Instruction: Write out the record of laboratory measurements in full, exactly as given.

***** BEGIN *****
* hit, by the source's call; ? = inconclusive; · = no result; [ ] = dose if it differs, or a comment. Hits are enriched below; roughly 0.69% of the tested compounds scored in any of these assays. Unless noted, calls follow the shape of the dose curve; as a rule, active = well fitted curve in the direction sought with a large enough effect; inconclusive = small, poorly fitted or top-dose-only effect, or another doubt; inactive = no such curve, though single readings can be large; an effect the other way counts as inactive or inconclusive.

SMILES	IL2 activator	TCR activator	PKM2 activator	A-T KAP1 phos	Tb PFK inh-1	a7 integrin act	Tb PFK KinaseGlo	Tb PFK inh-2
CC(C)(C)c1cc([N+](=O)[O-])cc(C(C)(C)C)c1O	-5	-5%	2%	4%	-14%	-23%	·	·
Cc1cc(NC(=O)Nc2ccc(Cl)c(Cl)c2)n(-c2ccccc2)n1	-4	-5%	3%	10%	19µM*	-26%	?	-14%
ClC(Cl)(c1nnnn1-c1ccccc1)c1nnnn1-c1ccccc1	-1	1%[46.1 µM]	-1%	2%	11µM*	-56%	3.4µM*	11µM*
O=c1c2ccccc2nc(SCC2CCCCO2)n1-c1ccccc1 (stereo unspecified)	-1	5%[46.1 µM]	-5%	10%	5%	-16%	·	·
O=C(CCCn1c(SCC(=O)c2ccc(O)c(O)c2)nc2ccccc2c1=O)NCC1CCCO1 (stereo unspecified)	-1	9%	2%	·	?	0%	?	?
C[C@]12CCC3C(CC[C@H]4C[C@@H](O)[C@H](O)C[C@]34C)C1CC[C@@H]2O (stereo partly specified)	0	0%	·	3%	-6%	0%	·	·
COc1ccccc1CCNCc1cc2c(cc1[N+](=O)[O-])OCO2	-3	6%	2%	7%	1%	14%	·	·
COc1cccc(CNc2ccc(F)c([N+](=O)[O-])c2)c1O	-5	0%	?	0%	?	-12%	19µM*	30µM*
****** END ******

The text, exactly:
* hit, by the source's call; ? = inconclusive; · = no result; [ ] = dose if it differs, or a comment. Hits are enriched below; roughly 0.69% of the tested compounds scored in any of these assays. Unless noted, calls follow the shape of the dose curve; as a rule, active = well fitted curve in the direction sought with a large enough effect; inconclusive = small, poorly fitted or top-dose-only effect, or another doubt; inactive = no such curve, though single readings can be large; an effect the other way counts as inactive or inconclusive.

SMILES	IL2 activator	TCR activator	PKM2 activator	A-T KAP1 phos	Tb PFK inh-1	a7 integrin act	Tb PFK KinaseGlo	Tb PFK inh-2
CC(C)(C)c1cc([N+](=O)[O-])cc(C(C)(C)C)c1O	-5	-5%	2%	4%	-14%	-23%	·	·
Cc1cc(NC(=O)Nc2ccc(Cl)c(Cl)c2)n(-c2ccccc2)n1	-4	-5%	3%	10%	19µM*	-26%	?	-14%
ClC(Cl)(c1nnnn1-c1ccccc1)c1nnnn1-c1ccccc1	-1	1%[46.1 µM]	-1%	2%	11µM*	-56%	3.4µM*	11µM*
O=c1c2ccccc2nc(SCC2CCCCO2)n1-c1ccccc1 (stereo unspecified)	-1	5%[46.1 µM]	-5%	10%	5%	-16%	·	·
O=C(CCCn1c(SCC(=O)c2ccc(O)c(O)c2)nc2ccccc2c1=O)NCC1CCCO1 (stereo unspecified)	-1	9%	2%	·	?	0%	?	?
C[C@]12CCC3C(CC[C@H]4C[C@@H](O)[C@H](O)C[C@]34C)C1CC[C@@H]2O (stereo partly specified)	0	0%	·	3%	-6%	0%	·	·
COc1ccccc1CCNCc1cc2c(cc1[N+](=O)[O-])OCO2	-3	6%	2%	7%	1%	14%	·	·
COc1cccc(CNc2ccc(F)c([N+](=O)[O-])c2)c1O	-5	0%	?	0%	?	-12%	19µM*	30µM*